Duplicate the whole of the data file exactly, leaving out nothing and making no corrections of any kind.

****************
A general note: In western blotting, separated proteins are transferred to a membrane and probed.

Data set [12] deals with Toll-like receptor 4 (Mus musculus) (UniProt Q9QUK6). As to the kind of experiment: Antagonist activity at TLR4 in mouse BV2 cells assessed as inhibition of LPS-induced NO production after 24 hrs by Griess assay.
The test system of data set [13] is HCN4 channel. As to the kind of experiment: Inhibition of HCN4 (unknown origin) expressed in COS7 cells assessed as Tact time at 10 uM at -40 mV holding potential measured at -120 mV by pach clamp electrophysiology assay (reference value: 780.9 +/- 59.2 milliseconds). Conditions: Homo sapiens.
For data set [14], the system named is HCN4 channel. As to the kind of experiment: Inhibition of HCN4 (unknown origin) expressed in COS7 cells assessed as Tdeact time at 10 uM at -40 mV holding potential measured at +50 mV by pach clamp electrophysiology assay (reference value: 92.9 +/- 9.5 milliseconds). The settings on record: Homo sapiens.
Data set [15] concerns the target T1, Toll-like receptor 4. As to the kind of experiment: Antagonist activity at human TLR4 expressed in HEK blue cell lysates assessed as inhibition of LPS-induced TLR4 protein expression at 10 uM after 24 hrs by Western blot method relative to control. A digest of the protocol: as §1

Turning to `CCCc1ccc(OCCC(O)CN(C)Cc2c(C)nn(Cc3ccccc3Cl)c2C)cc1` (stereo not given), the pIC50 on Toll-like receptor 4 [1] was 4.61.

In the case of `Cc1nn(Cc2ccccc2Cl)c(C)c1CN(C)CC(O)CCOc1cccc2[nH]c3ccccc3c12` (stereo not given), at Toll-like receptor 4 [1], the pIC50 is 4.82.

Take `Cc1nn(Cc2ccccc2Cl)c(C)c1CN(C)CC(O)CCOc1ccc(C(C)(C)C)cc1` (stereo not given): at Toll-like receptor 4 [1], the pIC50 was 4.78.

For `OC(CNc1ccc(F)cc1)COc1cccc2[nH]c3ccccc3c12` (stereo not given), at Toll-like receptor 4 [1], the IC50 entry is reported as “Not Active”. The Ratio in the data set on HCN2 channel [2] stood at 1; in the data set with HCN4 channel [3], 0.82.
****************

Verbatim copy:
A general note: In western blotting, separated proteins are transferred to a membrane and probed.

Data set [12] deals with Toll-like receptor 4 (Mus musculus) (UniProt Q9QUK6). As to the kind of experiment: Antagonist activity at TLR4 in mouse BV2 cells assessed as inhibition of LPS-induced NO production after 24 hrs by Griess assay.
The test system of data set [13] is HCN4 channel. As to the kind of experiment: Inhibition of HCN4 (unknown origin) expressed in COS7 cells assessed as Tact time at 10 uM at -40 mV holding potential measured at -120 mV by pach clamp electrophysiology assay (reference value: 780.9 +/- 59.2 milliseconds). Conditions: Homo sapiens.
For data set [14], the system named is HCN4 channel. As to the kind of experiment: Inhibition of HCN4 (unknown origin) expressed in COS7 cells assessed as Tdeact time at 10 uM at -40 mV holding potential measured at +50 mV by pach clamp electrophysiology assay (reference value: 92.9 +/- 9.5 milliseconds). The settings on record: Homo sapiens.
Data set [15] concerns the target T1, Toll-like receptor 4. As to the kind of experiment: Antagonist activity at human TLR4 expressed in HEK blue cell lysates assessed as inhibition of LPS-induced TLR4 protein expression at 10 uM after 24 hrs by Western blot method relative to control. A digest of the protocol: as §1

Turning to `CCCc1ccc(OCCC(O)CN(C)Cc2c(C)nn(Cc3ccccc3Cl)c2C)cc1` (stereo not given), the pIC50 on Toll-like receptor 4 [1] was 4.61.

In the case of `Cc1nn(Cc2ccccc2Cl)c(C)c1CN(C)CC(O)CCOc1cccc2[nH]c3ccccc3c12` (stereo not given), at Toll-like receptor 4 [1], the pIC50 is 4.82.

Take `Cc1nn(Cc2ccccc2Cl)c(C)c1CN(C)CC(O)CCOc1ccc(C(C)(C)C)cc1` (stereo not given): at Toll-like receptor 4 [1], the pIC50 was 4.78.

For `OC(CNc1ccc(F)cc1)COc1cccc2[nH]c3ccccc3c12` (stereo not given), at Toll-like receptor 4 [1], the IC50 entry is reported as “Not Active”. The Ratio in the data set on HCN2 channel [2] stood at 1; in the data set with HCN4 channel [3], 0.82.